When an individual reaches the age of 18, he or she has the right to make decisions on his behalf. A guardian may be required if an individual has a disability, limitation, or disability that affects their ability to effectively receive, evaluate, and communicate decisions. In Pennsylvania, guardians should only be tracked if there are no less restrictive alternatives.
Alternatives to the guardianship system include the appointment of an agent under the general durable adult guardianship system and the durable medical adult guardianship system. In addition, if an individual does not have an adult guardianship system, a guardian may be avoided by a family acting as a medical representative under the Pennsylvania Medical Representative Act (20 Pa. Cons. Stat. Ann. § 5461). Unfortunately, there are many situations that require the need for a guardian to manage the property of an incompetent individual or to provide personal health and security.
The guardian is initiated by a petition filed in the orphanage department of the court of common petition in the county in which the suspect resides. To be appointed as the guardian of an individual, the petitioner must provide medical evidence from a physician who treats the individual’s incompetence. The person applying for a guardian must personally serve the individual requesting the appointment of a guardian. Notifications include a copy of the petition and a written notice of the date and time of the hearing. After that, a hearing will be held. The hearing should provide evidence that the individual is incompetent and that there is no less restrictive alternative to guardianship. The court then decides whether a guardian needs to be appointed and, where appropriate, decides on the individual as incompetent. Parents are then empowered to make decisions regarding the care and financial management of persons with disabilities.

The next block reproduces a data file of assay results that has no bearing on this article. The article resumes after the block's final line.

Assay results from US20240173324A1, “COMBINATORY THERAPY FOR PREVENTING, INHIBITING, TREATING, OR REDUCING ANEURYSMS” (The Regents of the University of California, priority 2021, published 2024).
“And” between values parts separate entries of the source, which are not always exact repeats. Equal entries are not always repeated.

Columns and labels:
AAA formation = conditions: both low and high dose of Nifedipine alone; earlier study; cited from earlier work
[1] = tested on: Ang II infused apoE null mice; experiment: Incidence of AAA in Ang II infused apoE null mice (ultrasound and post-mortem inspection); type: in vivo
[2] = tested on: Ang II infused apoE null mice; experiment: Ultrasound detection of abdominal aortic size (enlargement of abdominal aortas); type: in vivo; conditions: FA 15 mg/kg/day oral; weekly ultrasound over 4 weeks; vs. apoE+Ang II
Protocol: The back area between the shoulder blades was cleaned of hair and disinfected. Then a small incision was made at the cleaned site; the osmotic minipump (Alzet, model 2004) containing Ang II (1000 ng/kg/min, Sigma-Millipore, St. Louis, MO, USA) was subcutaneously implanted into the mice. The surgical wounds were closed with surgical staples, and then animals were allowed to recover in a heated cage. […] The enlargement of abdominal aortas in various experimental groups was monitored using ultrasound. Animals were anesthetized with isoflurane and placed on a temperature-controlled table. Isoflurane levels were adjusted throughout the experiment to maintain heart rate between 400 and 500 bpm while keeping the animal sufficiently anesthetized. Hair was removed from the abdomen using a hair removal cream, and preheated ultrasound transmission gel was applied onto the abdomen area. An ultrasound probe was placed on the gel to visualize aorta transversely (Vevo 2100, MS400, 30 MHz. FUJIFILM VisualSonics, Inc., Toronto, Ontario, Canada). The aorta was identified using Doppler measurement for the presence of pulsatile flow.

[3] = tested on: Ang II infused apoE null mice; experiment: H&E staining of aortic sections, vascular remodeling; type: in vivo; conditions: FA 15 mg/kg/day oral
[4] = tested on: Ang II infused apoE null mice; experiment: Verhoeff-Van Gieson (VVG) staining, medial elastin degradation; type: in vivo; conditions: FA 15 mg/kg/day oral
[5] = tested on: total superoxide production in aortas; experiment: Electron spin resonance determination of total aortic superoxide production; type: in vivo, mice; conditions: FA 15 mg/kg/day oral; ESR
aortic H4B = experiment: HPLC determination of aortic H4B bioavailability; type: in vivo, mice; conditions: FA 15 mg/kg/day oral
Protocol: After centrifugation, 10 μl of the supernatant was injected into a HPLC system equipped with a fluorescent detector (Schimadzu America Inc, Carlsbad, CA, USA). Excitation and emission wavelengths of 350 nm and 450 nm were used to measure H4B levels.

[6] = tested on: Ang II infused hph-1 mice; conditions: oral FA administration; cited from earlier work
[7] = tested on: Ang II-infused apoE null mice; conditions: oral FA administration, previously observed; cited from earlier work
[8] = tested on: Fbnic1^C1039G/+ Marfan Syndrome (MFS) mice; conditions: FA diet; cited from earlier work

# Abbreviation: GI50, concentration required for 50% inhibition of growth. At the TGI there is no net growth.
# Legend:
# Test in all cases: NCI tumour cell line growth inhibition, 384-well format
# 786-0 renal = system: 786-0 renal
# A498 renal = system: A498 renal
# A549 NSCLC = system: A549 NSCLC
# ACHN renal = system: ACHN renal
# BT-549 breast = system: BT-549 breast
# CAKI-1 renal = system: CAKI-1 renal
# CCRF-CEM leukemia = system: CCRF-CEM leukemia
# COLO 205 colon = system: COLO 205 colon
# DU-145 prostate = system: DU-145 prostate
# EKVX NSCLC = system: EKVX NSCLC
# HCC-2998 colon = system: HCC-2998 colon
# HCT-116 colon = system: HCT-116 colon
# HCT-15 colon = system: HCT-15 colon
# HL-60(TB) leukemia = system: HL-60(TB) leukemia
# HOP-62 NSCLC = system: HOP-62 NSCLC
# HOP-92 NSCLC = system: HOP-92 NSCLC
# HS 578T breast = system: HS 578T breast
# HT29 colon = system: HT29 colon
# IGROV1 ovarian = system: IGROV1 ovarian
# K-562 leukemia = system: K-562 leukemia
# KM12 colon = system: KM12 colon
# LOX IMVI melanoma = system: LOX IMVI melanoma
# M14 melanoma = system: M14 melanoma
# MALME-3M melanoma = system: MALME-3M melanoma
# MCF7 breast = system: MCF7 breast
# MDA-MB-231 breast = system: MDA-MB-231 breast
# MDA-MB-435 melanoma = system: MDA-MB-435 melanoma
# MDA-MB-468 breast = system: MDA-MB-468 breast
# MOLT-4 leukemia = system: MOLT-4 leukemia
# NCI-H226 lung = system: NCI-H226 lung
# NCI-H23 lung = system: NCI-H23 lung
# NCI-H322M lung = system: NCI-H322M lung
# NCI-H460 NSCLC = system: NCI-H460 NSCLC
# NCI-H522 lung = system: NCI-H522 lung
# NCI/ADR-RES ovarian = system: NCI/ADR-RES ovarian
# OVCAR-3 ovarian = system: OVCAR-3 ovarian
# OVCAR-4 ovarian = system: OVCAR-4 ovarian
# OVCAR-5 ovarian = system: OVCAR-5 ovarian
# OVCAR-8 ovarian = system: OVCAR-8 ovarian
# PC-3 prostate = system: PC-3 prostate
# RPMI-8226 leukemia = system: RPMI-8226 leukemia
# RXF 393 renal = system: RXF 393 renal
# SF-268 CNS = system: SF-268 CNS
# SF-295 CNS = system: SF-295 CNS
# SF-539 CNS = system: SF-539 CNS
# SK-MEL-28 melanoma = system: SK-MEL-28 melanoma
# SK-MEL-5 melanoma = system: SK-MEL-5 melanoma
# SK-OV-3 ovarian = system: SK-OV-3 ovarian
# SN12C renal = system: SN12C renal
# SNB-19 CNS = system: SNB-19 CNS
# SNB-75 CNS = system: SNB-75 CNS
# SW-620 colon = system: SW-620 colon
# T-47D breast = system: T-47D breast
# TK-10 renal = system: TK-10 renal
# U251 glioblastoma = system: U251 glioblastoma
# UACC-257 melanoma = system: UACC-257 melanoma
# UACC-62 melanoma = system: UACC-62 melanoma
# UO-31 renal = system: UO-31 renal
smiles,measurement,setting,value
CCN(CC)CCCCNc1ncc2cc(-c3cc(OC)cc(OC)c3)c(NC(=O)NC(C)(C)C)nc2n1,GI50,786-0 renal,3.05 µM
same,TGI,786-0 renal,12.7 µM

Once a guardian is acquired, the guardian must submit an inventory of the incapacitated person’s assets within 90 days of appointment. In addition, parents are required to submit to the court each year a report explaining the disability’s assets, income, and expenses, as well as an individual’s report providing information on the disability’s place of residence and type. The care they receive, and the doctors and care providers who treat them.
Guardianship is a more restrictive tool for dealing with incompetence than the Power of Attorney (POA). POA increases flexibility and usually has no court involvement. The power of a permanent lawyer is one of the most important real estate planning documents you can have and can prevent the need for a guardian in case of incompetence.
To sign a POA, you need the legal competence required to sign it. Therefore, signing a POA may not be an option for some individuals. If you are incapacitated and have never signed a POA before, it is often too late. At that point, your spouse, relatives, or friends should petition the court claiming that you are incompetent and demand that you be appointed as your guardian. Guardianship procedures can often be avoided if proper planning is done before incapacity.
If you have any questions or need assistance, please contact the OWM Law Elders Team (610-323-2800) or send an email to Rebecca Hobbs, CELA ©. email@example.com
The legal advice in this column is by nature general. Talk to a lawyer for advice that suits your particular situation.
Rebecca A. Hobbs, Esquire, is licensed to work in Pennsylvania, is licensed by the Pennsylvania Supreme Court, and is recognized as an Elder Attorney by the National Elderly Law Foundation. She is the principal of the law firms of O’Donnell, Weiss & Matty, PC, 41 High Street, Pottstown, and 347 Bridge Street, Phoenix Building, 610-323-2800, www. owmlaw.com.You can reach Ms. Hobbs firstname.lastname@example.org
Pennsylvania Guardian – Daily Local
Source link Pennsylvania Guardian – Daily Local